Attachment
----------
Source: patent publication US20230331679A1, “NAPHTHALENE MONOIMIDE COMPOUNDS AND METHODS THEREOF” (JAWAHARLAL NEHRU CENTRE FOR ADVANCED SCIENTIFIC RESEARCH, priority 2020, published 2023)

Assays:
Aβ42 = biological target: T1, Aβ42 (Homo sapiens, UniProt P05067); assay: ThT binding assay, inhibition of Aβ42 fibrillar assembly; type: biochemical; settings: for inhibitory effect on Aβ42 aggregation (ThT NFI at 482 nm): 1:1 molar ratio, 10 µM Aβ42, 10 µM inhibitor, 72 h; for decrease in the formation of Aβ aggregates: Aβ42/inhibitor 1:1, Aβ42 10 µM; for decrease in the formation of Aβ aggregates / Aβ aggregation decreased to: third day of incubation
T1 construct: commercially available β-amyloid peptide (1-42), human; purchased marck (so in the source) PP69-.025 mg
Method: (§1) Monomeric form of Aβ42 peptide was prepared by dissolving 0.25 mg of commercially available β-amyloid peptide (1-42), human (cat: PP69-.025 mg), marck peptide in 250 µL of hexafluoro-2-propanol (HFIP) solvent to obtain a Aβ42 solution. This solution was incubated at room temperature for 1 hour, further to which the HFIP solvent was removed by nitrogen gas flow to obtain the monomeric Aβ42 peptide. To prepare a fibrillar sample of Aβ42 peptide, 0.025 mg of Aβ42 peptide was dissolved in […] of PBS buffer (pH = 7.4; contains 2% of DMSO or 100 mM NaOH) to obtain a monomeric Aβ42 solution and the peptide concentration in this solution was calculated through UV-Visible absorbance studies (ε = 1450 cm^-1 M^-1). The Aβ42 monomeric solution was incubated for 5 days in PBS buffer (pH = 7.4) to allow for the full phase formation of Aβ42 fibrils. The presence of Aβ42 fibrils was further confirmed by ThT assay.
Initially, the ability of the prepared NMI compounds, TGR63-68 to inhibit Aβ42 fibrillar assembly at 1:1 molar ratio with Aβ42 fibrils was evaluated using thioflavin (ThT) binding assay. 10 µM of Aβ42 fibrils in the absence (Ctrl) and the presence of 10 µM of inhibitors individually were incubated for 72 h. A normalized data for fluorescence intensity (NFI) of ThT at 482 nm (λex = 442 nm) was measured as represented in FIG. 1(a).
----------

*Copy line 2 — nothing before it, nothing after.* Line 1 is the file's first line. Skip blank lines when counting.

Assays: